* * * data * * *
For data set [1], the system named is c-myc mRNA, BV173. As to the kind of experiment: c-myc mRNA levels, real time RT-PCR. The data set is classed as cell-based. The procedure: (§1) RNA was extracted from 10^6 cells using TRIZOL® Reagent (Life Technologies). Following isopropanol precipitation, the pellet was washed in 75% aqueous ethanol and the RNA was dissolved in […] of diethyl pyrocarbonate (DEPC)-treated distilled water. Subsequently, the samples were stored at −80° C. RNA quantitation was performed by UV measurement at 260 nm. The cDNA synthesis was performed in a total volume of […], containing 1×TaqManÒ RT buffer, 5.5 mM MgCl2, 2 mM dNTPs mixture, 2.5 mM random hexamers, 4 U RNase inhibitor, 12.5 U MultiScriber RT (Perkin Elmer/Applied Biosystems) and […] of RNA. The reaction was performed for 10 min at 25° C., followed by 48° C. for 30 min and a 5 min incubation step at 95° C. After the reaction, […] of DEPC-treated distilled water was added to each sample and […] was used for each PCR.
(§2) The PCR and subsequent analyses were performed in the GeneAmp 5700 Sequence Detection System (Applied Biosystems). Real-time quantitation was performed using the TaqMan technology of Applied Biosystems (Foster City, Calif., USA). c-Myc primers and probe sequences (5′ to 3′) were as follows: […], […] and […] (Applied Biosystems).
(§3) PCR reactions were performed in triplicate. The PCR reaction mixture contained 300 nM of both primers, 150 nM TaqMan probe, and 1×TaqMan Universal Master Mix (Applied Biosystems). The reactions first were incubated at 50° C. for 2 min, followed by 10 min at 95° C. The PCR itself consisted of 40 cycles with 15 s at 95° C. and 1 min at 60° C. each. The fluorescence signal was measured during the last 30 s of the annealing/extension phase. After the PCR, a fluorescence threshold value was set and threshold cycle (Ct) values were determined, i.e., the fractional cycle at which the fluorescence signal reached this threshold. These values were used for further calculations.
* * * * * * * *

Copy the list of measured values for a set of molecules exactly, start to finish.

For data set [1], the system named is c-myc mRNA, BV173. As to the kind of experiment: c-myc mRNA levels, real time RT-PCR. The data set is classed as cell-based. The procedure: (§1) RNA was extracted from 10^6 cells using TRIZOL® Reagent (Life Technologies). Following isopropanol precipitation, the pellet was washed in 75% aqueous ethanol and the RNA was dissolved in […] of diethyl pyrocarbonate (DEPC)-treated distilled water. Subsequently, the samples were stored at −80° C. RNA quantitation was performed by UV measurement at 260 nm. The cDNA synthesis was performed in a total volume of […], containing 1×TaqManÒ RT buffer, 5.5 mM MgCl2, 2 mM dNTPs mixture, 2.5 mM random hexamers, 4 U RNase inhibitor, 12.5 U MultiScriber RT (Perkin Elmer/Applied Biosystems) and […] of RNA. The reaction was performed for 10 min at 25° C., followed by 48° C. for 30 min and a 5 min incubation step at 95° C. After the reaction, […] of DEPC-treated distilled water was added to each sample and […] was used for each PCR.
(§2) The PCR and subsequent analyses were performed in the GeneAmp 5700 Sequence Detection System (Applied Biosystems). Real-time quantitation was performed using the TaqMan technology of Applied Biosystems (Foster City, Calif., USA). c-Myc primers and probe sequences (5′ to 3′) were as follows: […], […] and […] (Applied Biosystems).
(§3) PCR reactions were performed in triplicate. The PCR reaction mixture contained 300 nM of both primers, 150 nM TaqMan probe, and 1×TaqMan Universal Master Mix (Applied Biosystems). The reactions first were incubated at 50° C. for 2 min, followed by 10 min at 95° C. The PCR itself consisted of 40 cycles with 15 s at 95° C. and 1 min at 60° C. each. The fluorescence signal was measured during the last 30 s of the annealing/extension phase. After the PCR, a fluorescence threshold value was set and threshold cycle (Ct) values were determined, i.e., the fractional cycle at which the fluorescence signal reached this threshold. These values were used for further calculations.